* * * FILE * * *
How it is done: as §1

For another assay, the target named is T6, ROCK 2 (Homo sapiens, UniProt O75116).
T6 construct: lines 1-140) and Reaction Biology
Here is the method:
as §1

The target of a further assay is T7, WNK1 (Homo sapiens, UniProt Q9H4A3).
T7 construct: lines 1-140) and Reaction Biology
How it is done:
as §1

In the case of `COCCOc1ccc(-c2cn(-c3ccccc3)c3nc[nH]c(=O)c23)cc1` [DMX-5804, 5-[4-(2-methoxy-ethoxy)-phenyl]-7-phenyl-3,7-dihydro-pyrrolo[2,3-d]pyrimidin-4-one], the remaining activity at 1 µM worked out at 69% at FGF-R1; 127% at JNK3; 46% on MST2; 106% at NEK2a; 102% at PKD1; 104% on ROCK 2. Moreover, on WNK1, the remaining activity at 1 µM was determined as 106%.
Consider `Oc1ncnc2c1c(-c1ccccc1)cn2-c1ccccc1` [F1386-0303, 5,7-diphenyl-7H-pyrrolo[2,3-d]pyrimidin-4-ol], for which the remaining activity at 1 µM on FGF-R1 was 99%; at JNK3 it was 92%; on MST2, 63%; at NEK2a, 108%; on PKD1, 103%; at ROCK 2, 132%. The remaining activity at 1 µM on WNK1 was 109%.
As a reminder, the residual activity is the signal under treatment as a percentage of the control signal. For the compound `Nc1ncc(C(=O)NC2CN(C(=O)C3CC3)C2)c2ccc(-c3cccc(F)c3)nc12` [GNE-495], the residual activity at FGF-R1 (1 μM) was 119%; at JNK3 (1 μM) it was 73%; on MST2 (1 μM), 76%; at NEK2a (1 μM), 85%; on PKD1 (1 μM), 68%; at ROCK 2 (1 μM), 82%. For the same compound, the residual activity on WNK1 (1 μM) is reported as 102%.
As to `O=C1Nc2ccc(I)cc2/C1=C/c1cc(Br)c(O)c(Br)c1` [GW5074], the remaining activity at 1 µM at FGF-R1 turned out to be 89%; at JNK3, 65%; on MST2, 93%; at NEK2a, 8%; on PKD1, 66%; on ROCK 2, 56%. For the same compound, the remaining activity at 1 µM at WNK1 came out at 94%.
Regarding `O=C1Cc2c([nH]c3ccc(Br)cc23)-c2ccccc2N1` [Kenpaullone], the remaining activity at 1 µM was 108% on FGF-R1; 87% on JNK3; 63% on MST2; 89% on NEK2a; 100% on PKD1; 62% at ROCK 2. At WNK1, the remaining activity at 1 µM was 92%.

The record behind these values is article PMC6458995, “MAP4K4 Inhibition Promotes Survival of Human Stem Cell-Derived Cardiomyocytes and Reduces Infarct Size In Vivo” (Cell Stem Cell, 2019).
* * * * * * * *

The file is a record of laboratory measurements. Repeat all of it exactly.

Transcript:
How it is done: as §1

For another assay, the target named is T6, ROCK 2 (Homo sapiens, UniProt O75116).
T6 construct: lines 1-140) and Reaction Biology
Here is the method:
as §1

The target of a further assay is T7, WNK1 (Homo sapiens, UniProt Q9H4A3).
T7 construct: lines 1-140) and Reaction Biology
How it is done:
as §1

In the case of `COCCOc1ccc(-c2cn(-c3ccccc3)c3nc[nH]c(=O)c23)cc1` [DMX-5804, 5-[4-(2-methoxy-ethoxy)-phenyl]-7-phenyl-3,7-dihydro-pyrrolo[2,3-d]pyrimidin-4-one], the remaining activity at 1 µM worked out at 69% at FGF-R1; 127% at JNK3; 46% on MST2; 106% at NEK2a; 102% at PKD1; 104% on ROCK 2. Moreover, on WNK1, the remaining activity at 1 µM was determined as 106%.
Consider `Oc1ncnc2c1c(-c1ccccc1)cn2-c1ccccc1` [F1386-0303, 5,7-diphenyl-7H-pyrrolo[2,3-d]pyrimidin-4-ol], for which the remaining activity at 1 µM on FGF-R1 was 99%; at JNK3 it was 92%; on MST2, 63%; at NEK2a, 108%; on PKD1, 103%; at ROCK 2, 132%. The remaining activity at 1 µM on WNK1 was 109%.
As a reminder, the residual activity is the signal under treatment as a percentage of the control signal. For the compound `Nc1ncc(C(=O)NC2CN(C(=O)C3CC3)C2)c2ccc(-c3cccc(F)c3)nc12` [GNE-495], the residual activity at FGF-R1 (1 μM) was 119%; at JNK3 (1 μM) it was 73%; on MST2 (1 μM), 76%; at NEK2a (1 μM), 85%; on PKD1 (1 μM), 68%; at ROCK 2 (1 μM), 82%. For the same compound, the residual activity on WNK1 (1 μM) is reported as 102%.
As to `O=C1Nc2ccc(I)cc2/C1=C/c1cc(Br)c(O)c(Br)c1` [GW5074], the remaining activity at 1 µM at FGF-R1 turned out to be 89%; at JNK3, 65%; on MST2, 93%; at NEK2a, 8%; on PKD1, 66%; on ROCK 2, 56%. For the same compound, the remaining activity at 1 µM at WNK1 came out at 94%.
Regarding `O=C1Cc2c([nH]c3ccc(Br)cc23)-c2ccccc2N1` [Kenpaullone], the remaining activity at 1 µM was 108% on FGF-R1; 87% on JNK3; 63% on MST2; 89% on NEK2a; 100% on PKD1; 62% at ROCK 2. At WNK1, the remaining activity at 1 µM was 92%.

The record behind these values is article PMC6458995, “MAP4K4 Inhibition Promotes Survival of Human Stem Cell-Derived Cardiomyocytes and Reduces Infarct Size In Vivo” (Cell Stem Cell, 2019).